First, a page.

She enjoys the costume so much that she asks to buy it after the shoot (it is suggested to the bisexual Zoé that she should take the request as an invitation to make a pass at Cheung, who is oblivious to Zoé’s attraction it seems). Later Cheung puts the costume on and stealthily sneaks through her hotel, actually entering the room of another (naked) guest and stealing jewellery. It is almost as though Cheung and her character are one, for that moment, and this leaves her exhausted - ready to sleep the day away. The costume worn by her body double, Laure (Nathalie Boutefeu), is ripped and Zoé has to fix it (revamping the costume as Mirano revamps the role by replacing Cheung with Laure).

Cheung in the rain
Interestingly the costume foreshadows that worn by Kate Beckinsale in the 2003 Underworld and the scene with Cheung in the rain is reminiscent of the character Selene in the rain in Underworld. The iconic image of Selene has been cited by several lower budget vampire films by being revamped for their DVD box images. In some respects this ties Selene into a chain of vamps going via Cheung back to Musidora as Irma Vep.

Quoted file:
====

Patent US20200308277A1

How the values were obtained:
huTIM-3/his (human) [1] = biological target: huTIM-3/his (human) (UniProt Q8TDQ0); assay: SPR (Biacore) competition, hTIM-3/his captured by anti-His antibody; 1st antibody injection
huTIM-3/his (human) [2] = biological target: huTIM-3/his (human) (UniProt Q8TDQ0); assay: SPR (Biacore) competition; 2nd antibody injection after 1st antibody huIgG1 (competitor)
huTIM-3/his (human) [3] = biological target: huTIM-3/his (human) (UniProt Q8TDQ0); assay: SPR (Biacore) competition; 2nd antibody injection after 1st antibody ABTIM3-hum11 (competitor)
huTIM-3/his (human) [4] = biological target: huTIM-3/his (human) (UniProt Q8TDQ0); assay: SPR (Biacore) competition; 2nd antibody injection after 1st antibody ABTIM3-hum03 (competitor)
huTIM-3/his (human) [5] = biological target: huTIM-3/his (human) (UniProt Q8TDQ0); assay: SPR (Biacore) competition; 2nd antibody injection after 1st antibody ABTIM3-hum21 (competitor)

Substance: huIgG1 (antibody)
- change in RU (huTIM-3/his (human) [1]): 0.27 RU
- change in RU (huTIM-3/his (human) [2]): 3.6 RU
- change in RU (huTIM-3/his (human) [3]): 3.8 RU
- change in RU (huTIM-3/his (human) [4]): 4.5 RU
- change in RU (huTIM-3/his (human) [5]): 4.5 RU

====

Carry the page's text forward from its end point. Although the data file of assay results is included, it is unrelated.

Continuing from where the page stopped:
artistic license 
However, all this does not answer the question, “Vamp or Not?” I can see why Gelder looked at the film but his argument follows broad themes that perhaps can be looked at within vampire films and that are shared within the film Irma Vep. It is possible to look at some points of contact, as I did above, but that is not how we gauge a “Vamp or Not?” There is nothing supernatural or preternatural in the film, nor is there a character who thinks they are a vampire (Cheung’s actions are not someone thinking they are a vampire, except perhaps in the broad brush of the criminal gang from the serial in her method acting moment). All in all, Not Vamp.

The imdb page is here.


Superheroinegirl said...

In terms of it's relation to Vampire fiction, isn't it also similar to "Shadow of the Vampire" drawing on a Silent Classic to tell an eccentric director story?

Taliesin_ttlg said...

This is true, though Shadow told a fictional tale of the filming of an actual movie but the basic idea is there. Good spot.